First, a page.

Through vintage movies we enter a glamorous world that has captivated audiences for generations. When Ira M. Resnick visited London recently to launch his new book, Starstruck: Vintage Movie Posters from Classic Hollywood, it was an opportunity to meet with one of the greatest collectors of vintage movie memorabilia.
The drama, the suspense, love and passion, true grit … this great tide of human emotion is all depicted in those classic movies we love so much and in the vintage movie posters that were designed to draw in the huge cinema audiences of the last century. In our digital-driven age the appeal of these vintage movie posters seems ever stronger, giving us that unique flavour of the twenties, thirties, forties and fifties, in particular, and putting us close up to that cult of celebrity, the film stars of bygone times.
Probably the world’s greatest collector of vintage movie posters, Ira M. Resnick, is the authority our biggest auction houses have turned to for advice. At the time he founded his own gallery in New York, the Motion Picture Arts Gallery, he was a professional photographer.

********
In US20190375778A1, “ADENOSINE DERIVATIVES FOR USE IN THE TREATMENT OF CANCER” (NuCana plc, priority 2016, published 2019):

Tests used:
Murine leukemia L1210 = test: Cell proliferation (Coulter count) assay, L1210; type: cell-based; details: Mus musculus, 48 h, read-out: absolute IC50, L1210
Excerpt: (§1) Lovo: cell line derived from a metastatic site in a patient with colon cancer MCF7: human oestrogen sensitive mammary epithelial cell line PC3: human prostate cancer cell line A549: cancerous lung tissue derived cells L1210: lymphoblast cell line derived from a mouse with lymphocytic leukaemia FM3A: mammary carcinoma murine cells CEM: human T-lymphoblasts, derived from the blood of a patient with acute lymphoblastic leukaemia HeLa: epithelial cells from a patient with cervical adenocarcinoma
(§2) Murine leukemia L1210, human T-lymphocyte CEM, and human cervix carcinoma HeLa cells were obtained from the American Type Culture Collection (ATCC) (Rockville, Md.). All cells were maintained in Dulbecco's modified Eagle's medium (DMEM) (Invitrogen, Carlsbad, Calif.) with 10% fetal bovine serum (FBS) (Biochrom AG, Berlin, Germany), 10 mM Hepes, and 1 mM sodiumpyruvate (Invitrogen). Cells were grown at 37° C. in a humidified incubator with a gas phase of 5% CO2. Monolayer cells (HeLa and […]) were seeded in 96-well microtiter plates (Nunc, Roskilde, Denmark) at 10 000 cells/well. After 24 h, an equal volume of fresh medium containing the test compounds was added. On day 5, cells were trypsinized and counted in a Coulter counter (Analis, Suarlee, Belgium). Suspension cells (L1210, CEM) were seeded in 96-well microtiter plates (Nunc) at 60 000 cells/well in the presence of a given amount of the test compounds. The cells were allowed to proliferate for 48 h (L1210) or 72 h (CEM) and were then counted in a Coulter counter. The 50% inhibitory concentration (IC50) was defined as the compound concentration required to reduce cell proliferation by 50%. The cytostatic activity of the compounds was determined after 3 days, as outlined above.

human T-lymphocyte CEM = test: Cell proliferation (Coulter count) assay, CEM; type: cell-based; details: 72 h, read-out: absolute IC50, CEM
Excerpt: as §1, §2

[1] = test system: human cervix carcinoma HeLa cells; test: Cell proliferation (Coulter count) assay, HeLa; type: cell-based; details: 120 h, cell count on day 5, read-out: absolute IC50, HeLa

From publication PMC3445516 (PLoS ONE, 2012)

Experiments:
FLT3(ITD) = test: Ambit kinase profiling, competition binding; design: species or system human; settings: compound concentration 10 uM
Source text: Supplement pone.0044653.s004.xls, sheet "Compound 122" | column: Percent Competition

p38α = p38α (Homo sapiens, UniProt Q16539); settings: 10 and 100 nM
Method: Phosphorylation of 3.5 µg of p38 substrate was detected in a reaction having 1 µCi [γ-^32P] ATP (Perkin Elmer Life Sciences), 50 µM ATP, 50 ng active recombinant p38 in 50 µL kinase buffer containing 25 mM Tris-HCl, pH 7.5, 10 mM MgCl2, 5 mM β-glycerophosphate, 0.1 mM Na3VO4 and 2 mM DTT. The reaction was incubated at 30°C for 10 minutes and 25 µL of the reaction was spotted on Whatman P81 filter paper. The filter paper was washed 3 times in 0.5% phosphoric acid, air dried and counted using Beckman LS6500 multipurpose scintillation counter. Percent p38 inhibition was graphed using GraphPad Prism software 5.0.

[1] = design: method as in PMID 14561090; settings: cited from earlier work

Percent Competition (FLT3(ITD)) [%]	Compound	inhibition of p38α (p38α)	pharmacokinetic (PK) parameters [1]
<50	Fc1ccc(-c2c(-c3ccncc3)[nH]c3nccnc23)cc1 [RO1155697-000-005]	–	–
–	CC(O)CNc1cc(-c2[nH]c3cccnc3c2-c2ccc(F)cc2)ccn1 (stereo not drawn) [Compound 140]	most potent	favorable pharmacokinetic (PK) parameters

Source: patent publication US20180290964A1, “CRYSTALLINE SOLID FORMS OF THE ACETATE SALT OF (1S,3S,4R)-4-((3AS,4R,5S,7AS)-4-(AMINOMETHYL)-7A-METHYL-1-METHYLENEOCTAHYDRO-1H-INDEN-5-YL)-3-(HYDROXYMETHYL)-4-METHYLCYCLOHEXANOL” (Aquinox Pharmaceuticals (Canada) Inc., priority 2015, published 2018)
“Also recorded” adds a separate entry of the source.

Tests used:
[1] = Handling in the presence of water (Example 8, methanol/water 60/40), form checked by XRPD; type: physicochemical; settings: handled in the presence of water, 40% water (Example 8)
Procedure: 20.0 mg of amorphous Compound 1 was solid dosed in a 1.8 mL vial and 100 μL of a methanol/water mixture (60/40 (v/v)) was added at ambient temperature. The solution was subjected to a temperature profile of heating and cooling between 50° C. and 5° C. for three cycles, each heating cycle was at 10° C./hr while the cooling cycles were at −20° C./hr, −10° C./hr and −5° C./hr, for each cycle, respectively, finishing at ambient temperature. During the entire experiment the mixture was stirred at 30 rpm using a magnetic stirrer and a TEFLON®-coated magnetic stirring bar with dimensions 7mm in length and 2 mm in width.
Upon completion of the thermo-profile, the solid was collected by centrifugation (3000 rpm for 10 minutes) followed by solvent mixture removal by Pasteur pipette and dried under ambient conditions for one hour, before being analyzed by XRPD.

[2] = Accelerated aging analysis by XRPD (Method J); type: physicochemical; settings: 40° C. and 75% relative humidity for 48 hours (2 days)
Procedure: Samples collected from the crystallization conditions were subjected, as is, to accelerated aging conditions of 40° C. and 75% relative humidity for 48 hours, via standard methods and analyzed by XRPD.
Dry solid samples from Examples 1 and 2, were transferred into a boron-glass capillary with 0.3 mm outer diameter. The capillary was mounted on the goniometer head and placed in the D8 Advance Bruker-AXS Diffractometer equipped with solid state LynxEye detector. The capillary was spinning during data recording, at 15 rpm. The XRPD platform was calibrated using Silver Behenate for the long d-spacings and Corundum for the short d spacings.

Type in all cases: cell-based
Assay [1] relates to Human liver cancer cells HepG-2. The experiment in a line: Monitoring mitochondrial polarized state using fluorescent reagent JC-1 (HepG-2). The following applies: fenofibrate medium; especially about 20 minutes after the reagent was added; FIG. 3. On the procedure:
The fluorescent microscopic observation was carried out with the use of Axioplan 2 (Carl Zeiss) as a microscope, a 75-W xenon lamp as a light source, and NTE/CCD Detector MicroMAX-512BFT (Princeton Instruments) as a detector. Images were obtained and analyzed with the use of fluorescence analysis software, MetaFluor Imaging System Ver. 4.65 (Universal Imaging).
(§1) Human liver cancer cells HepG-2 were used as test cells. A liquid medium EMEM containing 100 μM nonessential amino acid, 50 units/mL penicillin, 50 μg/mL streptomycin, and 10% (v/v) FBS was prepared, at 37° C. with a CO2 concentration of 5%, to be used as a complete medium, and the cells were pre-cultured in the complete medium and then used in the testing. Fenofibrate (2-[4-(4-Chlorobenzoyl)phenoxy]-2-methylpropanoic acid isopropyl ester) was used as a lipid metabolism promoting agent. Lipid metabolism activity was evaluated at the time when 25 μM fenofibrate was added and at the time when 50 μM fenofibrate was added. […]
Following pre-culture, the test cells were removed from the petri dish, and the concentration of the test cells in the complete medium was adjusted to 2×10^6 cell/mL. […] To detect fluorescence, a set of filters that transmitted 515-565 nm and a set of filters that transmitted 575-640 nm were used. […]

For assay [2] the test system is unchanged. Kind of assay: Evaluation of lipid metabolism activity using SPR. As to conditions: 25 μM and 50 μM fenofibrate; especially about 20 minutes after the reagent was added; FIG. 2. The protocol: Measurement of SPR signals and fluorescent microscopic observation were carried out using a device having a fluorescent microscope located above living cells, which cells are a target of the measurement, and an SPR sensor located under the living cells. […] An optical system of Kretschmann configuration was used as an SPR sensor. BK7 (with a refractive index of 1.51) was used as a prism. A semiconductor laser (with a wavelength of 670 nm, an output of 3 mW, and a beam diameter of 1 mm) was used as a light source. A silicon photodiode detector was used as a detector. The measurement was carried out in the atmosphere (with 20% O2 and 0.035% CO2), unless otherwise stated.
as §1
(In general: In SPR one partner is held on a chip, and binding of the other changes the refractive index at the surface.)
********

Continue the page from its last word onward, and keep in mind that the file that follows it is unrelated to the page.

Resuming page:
It was the first gallery to be devoted exclusively to the art of the movies. He is also a Trustee of the Film Society of the Lincoln Center as well as the International Center for Photography and MUSE Film and Television. He flew in to London recently for the launch of his book, Starstruck: Vintage Movie Posters from Classic Hollywood, an impressive volume (with a foreword by Martin Scorsese) displaying many of the treasures of his collection and describing his personal journey in creating the collection. We met and talked.
‘The great film era for me,’ says Ira M. Resnick, ‘is from 1912 to 1962. Sixty-two and onwards saw that new era of movies, especially in Britain – “social realism” – Room at the Top, Saturday Night and Sunday Morning, and so on—films I love, but my heart has always been in that earlier romantic era.
For me it goes back to the stories I read as a kid or that were read to me and were very meaningful—The Count of Monte Cristo (incidentally, my father’s favourite), Robert Louis Stevensons’s adventure yarns, and then as I got a little older the romance side of it appealed.’ And Ira M. Resnick introduces a philosophical note here by saying ‘… the kind of love that screws up a lot of people because they’re looking for movie love rather than real love.’ He goes on to admit that the core of his interest is in being able, through film, to go back to an age of a different reality. ‘But even the fifties was a bit of a wasteland in some ways. I do love the stars I talk about in my book—Marilyn Monroe, Audrey Hepburn, James Dean and Marlon Brando.